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Black & White Taxicab & Transfer Co. v. Brown & Yellow Taxicab & Transfer Co.

United States Supreme Court
276 U.S. 518 (1928)


Facts

In 1925, Brown & Yellow Taxicab & Transfer Co. (Brown) (plaintiff), negotiated a contract with Louisville & Nashville Railroad Company (the Railroad) (defendant), for an exclusive license to enter into the Railroad’s property and solicit transfers. Brown alleged that the Railroad began to allow Brown’s competitors to enter on the property in violation of the exclusive agreement. Black & White Taxicab & Transfer Co. (Black)(defendant) was one of those competitors. At that time, all parties were Kentucky corporations. Next, Brown’s shareholders created a corporation under Tennessee law and transferred the business, contracts, and assets to the new corporation for the purpose of creating diversity of citizenship. Brown then sued the defendants in the United States District Court for the Western District of Kentucky. Black alleged that Brown incorporated in Tennessee in order to fraudulently create diversity jurisdiction, and that Brown’s contract with the Railroad was void as against the public policy of the state of Kentucky. The district court concluded that there was no fraud.  The court also held the contract between Brown and the Railroad valid, and determined that Black had interfered with Brown’s contractual rights. The court issued an injunction barring Black from further interference. Black appealed to the United States Court of Appeals for the Sixth Circuit. The ruling was upheld, and Black petitioned the United States Supreme Court for certiorari, which was granted.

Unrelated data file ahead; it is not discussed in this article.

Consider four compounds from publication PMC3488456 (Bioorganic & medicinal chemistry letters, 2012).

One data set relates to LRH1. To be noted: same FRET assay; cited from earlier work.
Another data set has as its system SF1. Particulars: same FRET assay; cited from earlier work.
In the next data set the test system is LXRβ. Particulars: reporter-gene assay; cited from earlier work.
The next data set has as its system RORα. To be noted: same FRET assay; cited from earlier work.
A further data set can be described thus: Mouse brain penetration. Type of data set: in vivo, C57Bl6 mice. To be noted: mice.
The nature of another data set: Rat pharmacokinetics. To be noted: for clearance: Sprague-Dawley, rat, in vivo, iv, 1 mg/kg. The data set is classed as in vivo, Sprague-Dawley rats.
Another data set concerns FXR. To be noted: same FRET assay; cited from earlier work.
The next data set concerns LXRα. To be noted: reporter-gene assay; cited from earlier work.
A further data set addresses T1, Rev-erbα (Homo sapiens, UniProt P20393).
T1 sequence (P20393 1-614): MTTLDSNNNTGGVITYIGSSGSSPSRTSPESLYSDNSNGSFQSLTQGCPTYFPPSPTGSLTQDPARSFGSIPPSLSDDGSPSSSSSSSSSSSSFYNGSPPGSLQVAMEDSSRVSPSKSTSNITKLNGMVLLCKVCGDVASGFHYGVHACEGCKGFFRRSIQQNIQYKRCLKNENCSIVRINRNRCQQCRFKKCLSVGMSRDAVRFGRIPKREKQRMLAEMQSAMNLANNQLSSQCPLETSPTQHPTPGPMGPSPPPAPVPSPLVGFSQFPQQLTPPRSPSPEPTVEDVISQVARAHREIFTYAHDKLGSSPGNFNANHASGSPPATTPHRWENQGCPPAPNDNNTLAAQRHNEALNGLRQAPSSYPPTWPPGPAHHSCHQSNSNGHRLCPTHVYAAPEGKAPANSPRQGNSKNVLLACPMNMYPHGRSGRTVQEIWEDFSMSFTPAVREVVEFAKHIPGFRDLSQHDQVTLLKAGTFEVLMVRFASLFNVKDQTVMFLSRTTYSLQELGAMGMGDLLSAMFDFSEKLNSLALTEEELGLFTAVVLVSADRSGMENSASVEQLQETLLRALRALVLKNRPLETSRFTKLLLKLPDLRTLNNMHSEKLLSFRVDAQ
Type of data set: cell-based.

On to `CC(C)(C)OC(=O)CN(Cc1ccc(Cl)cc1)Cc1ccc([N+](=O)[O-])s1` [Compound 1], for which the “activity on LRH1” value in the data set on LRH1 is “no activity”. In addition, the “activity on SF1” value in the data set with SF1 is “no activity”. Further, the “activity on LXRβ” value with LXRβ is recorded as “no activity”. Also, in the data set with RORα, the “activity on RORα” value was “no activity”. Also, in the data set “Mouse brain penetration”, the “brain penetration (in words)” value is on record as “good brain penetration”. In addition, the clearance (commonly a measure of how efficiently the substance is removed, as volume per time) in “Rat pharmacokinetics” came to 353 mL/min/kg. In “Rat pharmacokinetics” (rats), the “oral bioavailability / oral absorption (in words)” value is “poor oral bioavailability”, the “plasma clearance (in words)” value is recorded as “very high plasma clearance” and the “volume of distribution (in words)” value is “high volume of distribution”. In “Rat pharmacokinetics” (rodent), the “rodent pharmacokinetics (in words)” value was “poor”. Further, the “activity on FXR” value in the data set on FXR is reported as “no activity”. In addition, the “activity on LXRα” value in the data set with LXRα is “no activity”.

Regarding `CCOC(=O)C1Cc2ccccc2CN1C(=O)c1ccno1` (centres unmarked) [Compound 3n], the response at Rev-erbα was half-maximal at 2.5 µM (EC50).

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Issue

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Holding and Reasoning (Butler, J.)

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Dissent (Holmes, J.)

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